The Commonwealth Bank is tipped to face further upheaval in its senior management ranks after the banking regulator's move to put its organisational structure under the microscope.
The Australian Prudential Regulation Authority's probe into CBA could also be a further dampener on the lending giant's share price, which has already lost 8.7 per cent since an alleged money laundering compliance scandal came to light, analysts said.
APRA on Monday announced a prudential inquiry into CBA and its governance, culture and accountability frameworks, after a run of scandals at the country's biggest bank, including recent allegations of deep failings in anti-money laundering compliance.
Banking experts said they could not recall such action from APRA, which normally operates behind the scenes.
They predicted it could lead to more changes among senior executive staff, alongside the departure of chief executive Ian Narev, who the bank this month said would leave by the end of this financial year.
Velocity Trade banking analyst Brett Le Mesurier said the inquiry could lead to senior management changes in CBA, noting that one of the key areas in APRA's sights was the bank's organisational structure.
"Heads may roll as a consequence of this," Mr Le Mesurier said, adding that the inquiry may also weigh on CBA's share price.
The fact APRA was launching such an inquiry was a sign the regulator recognised CBA had been embroiled to a greater extent than other banks in cultural problems weighing on the banking industry in recent years.
CBA chief executive Ian Narev conceded the bank's reputation had been hit by mistakes. Photo: Peter Braig
"It hasn't been limited to the CBA, but they seem to be overweight on drama," Mr Le Mesurier said.
Bell Potter banking analyst TS Lim also said APRA's probe would likely result in changes to the bank's management systems, and potentially some managers. He predicted the stock would move "sideways" because of the "noise" created by the AUSTRAC allegations.
"This inquiry is just going to dig deeper and deeper, and I think there's going to be a bit of a shake-up," he said. "It's early days, but it doesn't look good."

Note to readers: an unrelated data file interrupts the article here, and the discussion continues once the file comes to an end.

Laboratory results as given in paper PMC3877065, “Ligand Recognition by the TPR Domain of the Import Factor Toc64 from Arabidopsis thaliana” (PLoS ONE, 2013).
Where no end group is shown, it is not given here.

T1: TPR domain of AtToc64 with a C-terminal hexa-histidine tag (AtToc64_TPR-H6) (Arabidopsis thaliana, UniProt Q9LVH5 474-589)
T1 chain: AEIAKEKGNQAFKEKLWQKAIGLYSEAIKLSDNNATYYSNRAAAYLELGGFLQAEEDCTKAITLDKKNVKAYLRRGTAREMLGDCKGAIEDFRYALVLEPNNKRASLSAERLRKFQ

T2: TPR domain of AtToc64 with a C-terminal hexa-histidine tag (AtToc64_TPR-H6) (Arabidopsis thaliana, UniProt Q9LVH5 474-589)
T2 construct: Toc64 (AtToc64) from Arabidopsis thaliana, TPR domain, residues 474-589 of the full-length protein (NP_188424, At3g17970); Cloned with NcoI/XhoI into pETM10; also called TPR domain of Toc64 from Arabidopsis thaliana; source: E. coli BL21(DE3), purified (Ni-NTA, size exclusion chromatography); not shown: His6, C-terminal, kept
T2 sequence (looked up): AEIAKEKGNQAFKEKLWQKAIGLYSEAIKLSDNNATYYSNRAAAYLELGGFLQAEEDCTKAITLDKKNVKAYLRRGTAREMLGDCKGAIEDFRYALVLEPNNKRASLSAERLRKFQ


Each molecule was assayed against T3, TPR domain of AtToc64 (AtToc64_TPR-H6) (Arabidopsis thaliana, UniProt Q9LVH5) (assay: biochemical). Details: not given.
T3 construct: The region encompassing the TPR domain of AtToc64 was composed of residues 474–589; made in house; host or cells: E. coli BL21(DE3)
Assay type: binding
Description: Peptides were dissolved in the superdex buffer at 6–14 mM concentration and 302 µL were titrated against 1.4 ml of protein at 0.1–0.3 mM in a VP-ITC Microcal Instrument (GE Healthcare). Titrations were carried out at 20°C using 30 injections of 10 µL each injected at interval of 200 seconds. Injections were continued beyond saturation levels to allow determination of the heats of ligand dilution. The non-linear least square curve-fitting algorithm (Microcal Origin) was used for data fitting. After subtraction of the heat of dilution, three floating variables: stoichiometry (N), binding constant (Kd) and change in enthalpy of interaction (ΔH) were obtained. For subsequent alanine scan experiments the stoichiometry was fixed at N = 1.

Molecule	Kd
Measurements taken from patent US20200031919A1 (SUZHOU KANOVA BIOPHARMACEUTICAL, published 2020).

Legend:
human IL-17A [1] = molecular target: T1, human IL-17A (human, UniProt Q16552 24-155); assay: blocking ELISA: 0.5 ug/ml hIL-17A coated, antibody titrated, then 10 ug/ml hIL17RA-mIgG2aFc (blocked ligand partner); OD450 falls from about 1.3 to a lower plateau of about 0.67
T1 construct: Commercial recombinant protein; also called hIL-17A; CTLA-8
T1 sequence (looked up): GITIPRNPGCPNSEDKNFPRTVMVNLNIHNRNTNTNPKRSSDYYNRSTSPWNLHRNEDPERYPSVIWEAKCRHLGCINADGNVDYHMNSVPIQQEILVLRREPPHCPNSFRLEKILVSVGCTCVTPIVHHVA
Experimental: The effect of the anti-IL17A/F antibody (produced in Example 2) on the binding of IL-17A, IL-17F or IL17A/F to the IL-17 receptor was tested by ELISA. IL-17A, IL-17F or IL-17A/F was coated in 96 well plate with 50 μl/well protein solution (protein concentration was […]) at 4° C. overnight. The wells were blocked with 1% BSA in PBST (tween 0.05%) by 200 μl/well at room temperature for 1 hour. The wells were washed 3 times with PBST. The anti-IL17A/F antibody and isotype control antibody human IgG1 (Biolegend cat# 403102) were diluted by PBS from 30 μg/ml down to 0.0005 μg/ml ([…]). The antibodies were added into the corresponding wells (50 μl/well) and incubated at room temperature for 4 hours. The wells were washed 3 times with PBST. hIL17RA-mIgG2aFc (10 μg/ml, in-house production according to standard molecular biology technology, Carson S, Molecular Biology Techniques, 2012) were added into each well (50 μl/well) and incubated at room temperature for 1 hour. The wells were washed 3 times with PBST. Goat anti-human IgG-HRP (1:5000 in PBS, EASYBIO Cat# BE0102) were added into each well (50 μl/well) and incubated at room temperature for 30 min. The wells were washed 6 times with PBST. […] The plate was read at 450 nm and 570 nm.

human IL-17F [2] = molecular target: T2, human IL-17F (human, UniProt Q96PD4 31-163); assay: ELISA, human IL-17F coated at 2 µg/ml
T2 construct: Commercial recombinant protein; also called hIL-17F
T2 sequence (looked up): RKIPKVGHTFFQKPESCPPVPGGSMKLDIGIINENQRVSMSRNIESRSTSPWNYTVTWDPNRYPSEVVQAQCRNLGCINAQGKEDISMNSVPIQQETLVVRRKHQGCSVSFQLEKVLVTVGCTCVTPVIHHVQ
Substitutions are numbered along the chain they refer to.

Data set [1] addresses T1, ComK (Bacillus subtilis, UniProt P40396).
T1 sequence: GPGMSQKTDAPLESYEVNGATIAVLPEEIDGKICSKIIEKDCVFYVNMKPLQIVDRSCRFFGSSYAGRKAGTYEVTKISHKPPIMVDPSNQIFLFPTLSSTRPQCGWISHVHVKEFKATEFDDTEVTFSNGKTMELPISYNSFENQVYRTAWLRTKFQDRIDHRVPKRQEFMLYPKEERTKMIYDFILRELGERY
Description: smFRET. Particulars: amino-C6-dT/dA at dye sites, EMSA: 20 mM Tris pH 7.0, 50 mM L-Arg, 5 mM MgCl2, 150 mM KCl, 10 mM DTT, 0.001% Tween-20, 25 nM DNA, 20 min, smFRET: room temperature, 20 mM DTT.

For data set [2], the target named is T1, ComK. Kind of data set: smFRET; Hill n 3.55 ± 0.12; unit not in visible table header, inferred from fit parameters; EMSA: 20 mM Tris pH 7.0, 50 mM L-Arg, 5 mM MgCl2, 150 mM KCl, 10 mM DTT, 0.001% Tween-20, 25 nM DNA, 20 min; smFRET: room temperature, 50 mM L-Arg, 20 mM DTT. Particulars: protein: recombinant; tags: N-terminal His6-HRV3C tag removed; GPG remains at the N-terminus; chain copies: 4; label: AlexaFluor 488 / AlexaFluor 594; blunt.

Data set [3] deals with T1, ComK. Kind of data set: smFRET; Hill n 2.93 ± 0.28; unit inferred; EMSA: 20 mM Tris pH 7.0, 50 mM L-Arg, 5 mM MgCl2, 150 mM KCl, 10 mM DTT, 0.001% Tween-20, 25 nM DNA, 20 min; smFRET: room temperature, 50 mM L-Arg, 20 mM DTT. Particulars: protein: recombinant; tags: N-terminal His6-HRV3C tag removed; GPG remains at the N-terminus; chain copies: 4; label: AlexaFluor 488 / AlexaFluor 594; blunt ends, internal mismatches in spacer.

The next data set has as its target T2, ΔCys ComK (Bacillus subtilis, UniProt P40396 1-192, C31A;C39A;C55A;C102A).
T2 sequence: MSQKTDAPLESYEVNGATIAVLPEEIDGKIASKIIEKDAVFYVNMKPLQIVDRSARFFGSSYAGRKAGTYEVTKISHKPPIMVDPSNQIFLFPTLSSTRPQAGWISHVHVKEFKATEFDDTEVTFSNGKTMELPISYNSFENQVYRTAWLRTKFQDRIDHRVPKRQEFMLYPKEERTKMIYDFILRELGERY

In contrast, White Funds Management managing director Angus Gluskie said the review was unlikely to have a major impact on CBA shares as an investment, despite the high level of public interest in the issue.
They seem to be overweight on drama.
Brett Le Mesurier
"It's not making me question my investment opinion on the much more significant matters of how they are running the bank," Mr Gluskie said.
Mr Narev conceded CBA's reputation had been hit by mistakes. He said APRA's probe would likely look at issues including the overlapping lines of responsibility within the bank's internal structure, and how CBA could improve "the specificity of accountability".
APRA's public inquiry is the latest example of fallout for CBA since financial intelligence agency AUSTRAC this month claimed CBA breached anti-money laundering laws on a massive scale.
These allegations have also triggered an investigation from the corporate watchdog, and the bank's handling of the issue may lead to a potential class action from shareholders.
CBA on Monday lost 1.3 per cent, a smaller fall than Westpac. But CBA's share price has lagged peers since August 3, when AUSTRAC alleged CBA failed to comply with anti-money laundering laws.
Over this period, CBA has lost 8.7 per cent, compared with a 2.6 per cent decline in the ASX 200 banks index. However, the fall in CBA's share price has been accentuated because the cut-off date for receiving the next CBA dividend has also passed during this time.
Standard & Poor's said CBA's credit profile was likely to weaken if APRA's review resulted in "material adverse findings" such as fines, significant brand damage, or signs of weakness in its risk management framework.This story was first published by: http://www.smh.com.auAurhor: Clancy Yeates